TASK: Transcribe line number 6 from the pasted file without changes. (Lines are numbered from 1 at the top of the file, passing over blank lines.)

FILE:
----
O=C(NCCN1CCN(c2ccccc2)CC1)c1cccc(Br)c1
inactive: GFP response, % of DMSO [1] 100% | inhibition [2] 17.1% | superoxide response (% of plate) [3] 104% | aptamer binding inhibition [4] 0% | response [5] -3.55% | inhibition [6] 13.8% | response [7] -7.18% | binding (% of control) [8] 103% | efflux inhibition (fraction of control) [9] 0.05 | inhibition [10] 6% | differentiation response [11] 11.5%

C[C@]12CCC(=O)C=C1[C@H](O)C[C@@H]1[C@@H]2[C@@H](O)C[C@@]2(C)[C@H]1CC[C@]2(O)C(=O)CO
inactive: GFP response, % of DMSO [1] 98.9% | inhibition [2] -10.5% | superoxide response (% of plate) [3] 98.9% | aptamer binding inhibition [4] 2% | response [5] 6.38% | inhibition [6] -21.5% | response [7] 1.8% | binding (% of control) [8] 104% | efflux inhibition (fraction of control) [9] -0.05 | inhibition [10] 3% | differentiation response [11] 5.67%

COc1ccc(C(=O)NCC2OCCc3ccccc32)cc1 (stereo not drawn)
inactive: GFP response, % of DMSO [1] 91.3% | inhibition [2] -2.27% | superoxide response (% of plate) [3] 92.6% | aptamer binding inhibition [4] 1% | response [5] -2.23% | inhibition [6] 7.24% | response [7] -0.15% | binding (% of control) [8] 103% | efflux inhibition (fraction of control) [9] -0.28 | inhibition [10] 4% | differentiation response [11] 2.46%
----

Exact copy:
inactive: GFP response, % of DMSO [1] 91.3% | inhibition [2] -2.27% | superoxide response (% of plate) [3] 92.6% | aptamer binding inhibition [4] 1% | response [5] -2.23% | inhibition [6] 7.24% | response [7] -0.15% | binding (% of control) [8] 103% | efflux inhibition (fraction of control) [9] -0.28 | inhibition [10] 4% | differentiation response [11] 2.46%